Having resilience means being able to recover quickly from difficulties. And never in this century has resilience proven more important than now!
Who would have thought back in March that we’d be approaching September still living in a world of social distancing? It is difficult for everyone—but especially for families who are dealing with the impacts of a global pandemic while also trying to manage grief.
Over the years, we’ve spoken with many Fire Hero Families about how they have worked toward becoming more resilient. Here are some tips that you, too might find helpful as you face a path that may be different than the one you thought you would be traveling.
Learn from others who have “been there.”
While grief can certainly feel paralyzing, many Fire Hero Families have told us that the challenges they have faced caused them to grow and do what they would not otherwise have done. One described resilience as “living life to its fullest, even when that life is not what we wanted it to be.” Traveling the pathway of grief is about approaching one’s new life with grounded hope, balancing the reality of loss with the commitment to forge a new direction.
Take comfort in the proven resilience of children.
While it’s true that a line-of-duty death of a parent can have livelong impact on a child, many of you have told us how the children in your family amaze you with their strength and their joy, despite suffering such a great loss. Consider this at-home time as an opportunity for you to establish new traditions while honoring existing ones. Because when you are social distancing together for what may feel like an eternity, ice cream for breakfast on occasion might just be the best idea ever.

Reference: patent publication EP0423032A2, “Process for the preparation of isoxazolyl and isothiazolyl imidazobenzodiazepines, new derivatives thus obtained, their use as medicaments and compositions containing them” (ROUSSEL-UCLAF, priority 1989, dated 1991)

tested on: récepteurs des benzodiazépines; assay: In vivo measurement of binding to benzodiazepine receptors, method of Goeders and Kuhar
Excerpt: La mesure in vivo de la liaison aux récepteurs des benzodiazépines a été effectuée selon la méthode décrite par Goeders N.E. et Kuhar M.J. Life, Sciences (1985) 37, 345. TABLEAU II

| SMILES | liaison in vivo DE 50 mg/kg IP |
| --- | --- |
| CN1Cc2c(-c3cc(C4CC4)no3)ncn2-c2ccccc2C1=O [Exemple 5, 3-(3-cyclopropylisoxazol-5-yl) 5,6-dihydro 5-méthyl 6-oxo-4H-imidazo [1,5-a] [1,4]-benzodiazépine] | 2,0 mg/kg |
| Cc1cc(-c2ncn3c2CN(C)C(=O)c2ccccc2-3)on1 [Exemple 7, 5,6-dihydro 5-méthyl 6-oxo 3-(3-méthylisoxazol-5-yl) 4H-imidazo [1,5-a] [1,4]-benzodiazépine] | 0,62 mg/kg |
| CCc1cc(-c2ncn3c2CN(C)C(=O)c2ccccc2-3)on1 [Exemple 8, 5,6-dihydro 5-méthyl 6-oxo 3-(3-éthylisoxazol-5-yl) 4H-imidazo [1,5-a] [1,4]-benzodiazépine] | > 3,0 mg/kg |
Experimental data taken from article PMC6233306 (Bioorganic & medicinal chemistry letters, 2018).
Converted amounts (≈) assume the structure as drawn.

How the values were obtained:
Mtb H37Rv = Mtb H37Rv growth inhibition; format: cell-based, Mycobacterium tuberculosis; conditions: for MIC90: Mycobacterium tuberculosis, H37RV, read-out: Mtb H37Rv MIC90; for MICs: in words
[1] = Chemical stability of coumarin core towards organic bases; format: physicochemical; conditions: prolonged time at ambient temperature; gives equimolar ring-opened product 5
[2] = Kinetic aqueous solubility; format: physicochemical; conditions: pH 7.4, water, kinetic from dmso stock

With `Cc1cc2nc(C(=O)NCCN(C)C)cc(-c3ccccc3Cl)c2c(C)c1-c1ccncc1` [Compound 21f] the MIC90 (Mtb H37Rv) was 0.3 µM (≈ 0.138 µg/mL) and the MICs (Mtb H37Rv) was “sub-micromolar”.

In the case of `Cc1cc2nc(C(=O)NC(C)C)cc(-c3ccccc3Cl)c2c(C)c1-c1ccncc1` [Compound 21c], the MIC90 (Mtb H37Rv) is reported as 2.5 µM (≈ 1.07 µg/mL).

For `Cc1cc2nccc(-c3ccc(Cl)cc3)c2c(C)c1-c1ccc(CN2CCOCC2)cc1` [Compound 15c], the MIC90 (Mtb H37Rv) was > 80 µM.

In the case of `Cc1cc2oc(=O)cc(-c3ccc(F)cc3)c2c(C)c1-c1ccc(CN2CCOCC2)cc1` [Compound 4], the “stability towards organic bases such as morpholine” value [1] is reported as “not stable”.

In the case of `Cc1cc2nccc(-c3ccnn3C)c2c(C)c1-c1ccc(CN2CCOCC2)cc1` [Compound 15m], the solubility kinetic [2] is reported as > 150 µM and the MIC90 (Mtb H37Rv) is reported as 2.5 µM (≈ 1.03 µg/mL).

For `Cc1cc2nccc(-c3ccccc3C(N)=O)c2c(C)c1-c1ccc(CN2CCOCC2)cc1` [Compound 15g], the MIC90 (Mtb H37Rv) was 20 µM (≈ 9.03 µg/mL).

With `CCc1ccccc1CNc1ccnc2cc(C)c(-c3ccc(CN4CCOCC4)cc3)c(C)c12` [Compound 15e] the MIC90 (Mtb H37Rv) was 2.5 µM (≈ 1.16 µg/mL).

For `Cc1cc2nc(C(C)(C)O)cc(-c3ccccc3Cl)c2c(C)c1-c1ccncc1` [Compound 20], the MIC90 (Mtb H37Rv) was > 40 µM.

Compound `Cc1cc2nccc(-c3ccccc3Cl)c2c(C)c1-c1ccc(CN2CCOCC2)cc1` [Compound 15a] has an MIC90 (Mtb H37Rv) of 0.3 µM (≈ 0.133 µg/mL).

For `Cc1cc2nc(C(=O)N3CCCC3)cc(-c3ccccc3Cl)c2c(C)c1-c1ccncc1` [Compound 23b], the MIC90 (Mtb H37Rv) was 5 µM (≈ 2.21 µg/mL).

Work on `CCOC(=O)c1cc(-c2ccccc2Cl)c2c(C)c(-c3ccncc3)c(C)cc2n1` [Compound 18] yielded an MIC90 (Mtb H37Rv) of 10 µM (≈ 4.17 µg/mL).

Share stories for comfort.
Remember to talk about your fire hero often. With family members and close friends in the “social distancing bubble” together, time spent in each other’s company offers a chance to start (or continue) a storytelling tradition. (If you have participated in any of our workshops, you’ve seen that talking is a great tool for healing.) Go through family photos and memorabilia. Tell—or retell—the stories surround the items and choose locations in your home to put your favorites on display.
Keep talking to your older kids.
The transition from childhood to adulthood is challenging on its own. Leaving home, going to college, entering the workforce, or getting married can carry additional complexities when accompanied by grief and loss—even in the best of times. During this time together (or via Zoom, if your kids live elsewhere), you can make checklists, do online shopping for the upcoming event, and make “resilience” your goal as you figure out ways to get ready for these normal life experiences during a time when nothing is actually normal.
Tap into the NFFF Family Programs peer network.
It offers a hand—or a shoulder—and gives you someone to share with during a time of seclusion. Many have found other Fire Hero Families to be invaluable for creating and maintaining personal relationships, finding meaningful support, and using communication to help improve lives and health. And for some of our families, the current “online only” events have made it easier to share (or not), depending on mood. Find upcoming virtual events here: www.firehero.org/virtual-family-events.